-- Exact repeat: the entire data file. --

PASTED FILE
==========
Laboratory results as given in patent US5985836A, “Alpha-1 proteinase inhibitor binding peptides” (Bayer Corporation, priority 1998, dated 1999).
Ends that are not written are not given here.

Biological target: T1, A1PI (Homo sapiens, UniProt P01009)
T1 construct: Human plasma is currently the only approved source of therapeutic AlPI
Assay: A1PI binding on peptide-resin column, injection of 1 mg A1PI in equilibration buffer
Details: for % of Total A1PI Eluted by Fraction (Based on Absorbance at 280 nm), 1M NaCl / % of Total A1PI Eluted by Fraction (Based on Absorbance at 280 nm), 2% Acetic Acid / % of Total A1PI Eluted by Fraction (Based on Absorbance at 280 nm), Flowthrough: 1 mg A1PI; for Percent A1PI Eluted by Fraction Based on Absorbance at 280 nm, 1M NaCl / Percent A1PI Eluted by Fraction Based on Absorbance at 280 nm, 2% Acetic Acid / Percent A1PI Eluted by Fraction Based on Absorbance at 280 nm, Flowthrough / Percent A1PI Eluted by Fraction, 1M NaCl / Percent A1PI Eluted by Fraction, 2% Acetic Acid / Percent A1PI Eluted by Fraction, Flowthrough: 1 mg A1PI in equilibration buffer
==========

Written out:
Laboratory results as given in patent US5985836A, “Alpha-1 proteinase inhibitor binding peptides” (Bayer Corporation, priority 1998, dated 1999).
Ends that are not written are not given here.

Biological target: T1, A1PI (Homo sapiens, UniProt P01009)
T1 construct: Human plasma is currently the only approved source of therapeutic AlPI
Assay: A1PI binding on peptide-resin column, injection of 1 mg A1PI in equilibration buffer
Details: for % of Total A1PI Eluted by Fraction (Based on Absorbance at 280 nm), 1M NaCl / % of Total A1PI Eluted by Fraction (Based on Absorbance at 280 nm), 2% Acetic Acid / % of Total A1PI Eluted by Fraction (Based on Absorbance at 280 nm), Flowthrough: 1 mg A1PI; for Percent A1PI Eluted by Fraction Based on Absorbance at 280 nm, 1M NaCl / Percent A1PI Eluted by Fraction Based on Absorbance at 280 nm, 2% Acetic Acid / Percent A1PI Eluted by Fraction Based on Absorbance at 280 nm, Flowthrough / Percent A1PI Eluted by Fraction, 1M NaCl / Percent A1PI Eluted by Fraction, 2% Acetic Acid / Percent A1PI Eluted by Fraction, Flowthrough: 1 mg A1PI in equilibration buffer